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Idleness and boredom were among the most frequently voiced complaints during our prison visits. Even where prisoners work, cells were usually locked for the night at about 4:00 P.M. and opened before breakfast the next morning. Prisoners who did not work often spent the entire day locked up in their severely overcrowded cells, except for short periods of exercise. In either case, there is very little with which to fill the time.


In the prisons visited by Human Rights Watch, most prisoners had access to some sort of physical recreation, but often as seldom as once a week. In Barberton, prisoners in one section reported that they had been forbidden sports activities for three months, as a form of collective punishment, and alleged that the volleyball game that we witnessed took place specifically because of our February 17, 1993 visit. They said that the last time they had been allowed sports was in November 1992.

An ex-prisoner recently released from Modderbee reported that the only recreational activity prisoners in his section of the prison had access to were soccer games on Sundays. As in Barberton, these might be cancelled if anyone in the section committed a disciplinary infraction. Some of the prisoners interviewed at Modderbee prison reported that they were allowed only an average of two to three hours outdoors a week. They also pointed out that it was because of our visit that they were authorized to exercise on that day. Barberton prison is famous for its boxing, and tournaments are arranged between the different prisons in the complex, sometimes in public. Prisoners generally complained to us about the poor quality of sports equipment, and that they had to pay for items such as balls.

Prisoners in groups A, B and C are allowed to have their own private radios, and group A inmates are allowed televisions, though they have to buy the TV sets or pay for the rental themselves. In some cases, prisoners complained that there were no plugs in their cells and therefore electrical appliances could not be used. Movies, selected by the prison staff or recreation committee (consisting of prisoner representatives), are shown at intervals in many of the prisons.

Only sentenced prisoners have access to prison libraries. These libraries are stocked from local libraries, and the books are exchanged regularly. However, several prisoners complained to us at the quality of the selection of books available to them. Libraries do not include law books for prisoners to use to research their own cases. The right to purchase newspapers and magazines is theoretically limited by privilege group, but these restrictions seemed to be breaking down at those prisons we visited. Evidently, access to broadcast news services has rendered this aspect of censorship meaningless. Unsentenced inmates are allowed, according to the regulations, to purchase magazines and newspapers.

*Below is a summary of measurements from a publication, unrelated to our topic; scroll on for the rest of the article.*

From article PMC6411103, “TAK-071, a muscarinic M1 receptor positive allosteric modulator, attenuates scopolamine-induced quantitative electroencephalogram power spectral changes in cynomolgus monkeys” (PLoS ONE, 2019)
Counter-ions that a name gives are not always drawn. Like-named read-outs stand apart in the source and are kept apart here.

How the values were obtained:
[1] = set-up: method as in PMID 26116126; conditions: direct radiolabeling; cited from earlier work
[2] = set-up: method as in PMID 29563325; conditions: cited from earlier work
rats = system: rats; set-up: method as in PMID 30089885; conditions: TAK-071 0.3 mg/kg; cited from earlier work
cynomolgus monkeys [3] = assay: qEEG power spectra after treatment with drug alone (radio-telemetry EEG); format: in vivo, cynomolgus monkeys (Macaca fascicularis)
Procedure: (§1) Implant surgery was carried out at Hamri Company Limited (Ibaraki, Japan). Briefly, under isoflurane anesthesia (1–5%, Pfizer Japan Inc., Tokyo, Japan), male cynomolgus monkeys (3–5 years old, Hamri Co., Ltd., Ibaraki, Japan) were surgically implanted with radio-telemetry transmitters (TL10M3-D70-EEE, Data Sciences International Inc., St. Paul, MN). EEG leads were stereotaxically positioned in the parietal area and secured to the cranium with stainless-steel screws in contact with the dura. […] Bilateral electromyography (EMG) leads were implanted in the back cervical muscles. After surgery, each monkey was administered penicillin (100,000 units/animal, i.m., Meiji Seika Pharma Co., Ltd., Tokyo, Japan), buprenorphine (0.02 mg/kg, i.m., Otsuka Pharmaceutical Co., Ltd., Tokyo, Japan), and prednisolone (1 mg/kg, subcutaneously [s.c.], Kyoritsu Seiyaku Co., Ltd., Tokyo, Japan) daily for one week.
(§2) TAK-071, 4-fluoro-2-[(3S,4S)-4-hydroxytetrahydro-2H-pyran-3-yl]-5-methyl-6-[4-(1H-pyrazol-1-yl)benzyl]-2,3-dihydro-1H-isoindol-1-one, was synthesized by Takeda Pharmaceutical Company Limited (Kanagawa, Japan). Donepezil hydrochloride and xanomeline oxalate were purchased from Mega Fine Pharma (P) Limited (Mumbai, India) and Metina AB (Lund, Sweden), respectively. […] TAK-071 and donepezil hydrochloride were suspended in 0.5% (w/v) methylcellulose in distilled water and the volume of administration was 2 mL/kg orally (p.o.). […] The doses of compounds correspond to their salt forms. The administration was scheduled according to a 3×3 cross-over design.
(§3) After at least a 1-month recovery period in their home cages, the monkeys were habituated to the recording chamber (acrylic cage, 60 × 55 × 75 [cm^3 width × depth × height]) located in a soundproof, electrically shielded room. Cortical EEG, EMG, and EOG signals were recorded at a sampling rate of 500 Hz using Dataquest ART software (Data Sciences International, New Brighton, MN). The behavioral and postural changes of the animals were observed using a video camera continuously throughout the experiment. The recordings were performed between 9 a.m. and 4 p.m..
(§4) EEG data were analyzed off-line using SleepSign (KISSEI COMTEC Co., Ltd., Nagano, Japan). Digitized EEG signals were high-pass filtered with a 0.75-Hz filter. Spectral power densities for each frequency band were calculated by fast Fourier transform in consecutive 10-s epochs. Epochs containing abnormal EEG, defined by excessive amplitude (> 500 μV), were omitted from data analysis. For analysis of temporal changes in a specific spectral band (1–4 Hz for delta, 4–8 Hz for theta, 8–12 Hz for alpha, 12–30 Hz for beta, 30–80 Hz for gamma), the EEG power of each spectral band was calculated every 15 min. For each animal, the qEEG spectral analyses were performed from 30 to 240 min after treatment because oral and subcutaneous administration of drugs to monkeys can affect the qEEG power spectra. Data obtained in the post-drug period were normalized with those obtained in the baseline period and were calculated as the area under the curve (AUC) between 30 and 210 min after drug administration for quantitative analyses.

Only prisoners of the two highest classification categories are allowed to practice hobbies, such as crafts. Prisoners in the highest, A group, may be allowed to have pets. We observed one prisoner, a "monitor," with a cat as a pet, which he was allowed to keep in his dormitory cell; we also saw caged birds as pets in various cells.

Female prisoners also had access to some sports, usually netball (a sport usually played by women that is similar to basketball) or volleyball. However, as was the case for work opportunities, much recreational activity for women was stereotypically "feminine," including jewelry classes and fashion shows.


Prisoners may study. Part of the stated purpose of imprisonment is to provide "treatment and training," and thus education is officially encouraged if "a prisoner's deficient or inadequate schooling ... could possibly be a factor in causing crime." However, the regulation dealing with education provides that "Permission to study ... is subject to the discretion of the Commissioner and [the regulation] may in no way be construed as implying that [it] allows any prisoner a right which he can legally claim."110

At the most basic literacy level, a prison usually organizes classes and provides educational materials. These classes are taught by other prisoners, who are paid a nominal fee for this work. Trained teachers are not provided.111 At higher levels, prisoners may take correspondence courses, but they have to pay the tuition and buy all the books, which they may receive by mail. We spoke to many prisoners who were studying by correspondence, including a handful at degree level; however, many more inmates expressed an interest in studying at higher levels and sorrow because they could not afford the cost.

A nineteen-year-old at the Modderbee prison told us that he had completed the basic education in prison and wanted to continue to the next level. "They sent me papers saying that education is not a right but a privilege. My parents don't live in this area, and so I don't have any money."

110 Correctional Services Regulations, Regulation 109(1) & (6).

111 According to the Department of Correctional Services, those prisoners who are selected to teach classes operate under the supervision of a trained instructor, who is a member of the Department. At higher primary school levels, classes are taught by trained instructors or qualified teachers, and at levels up to Matric (the highschool leaving exam) by qualified teachers.

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February 1994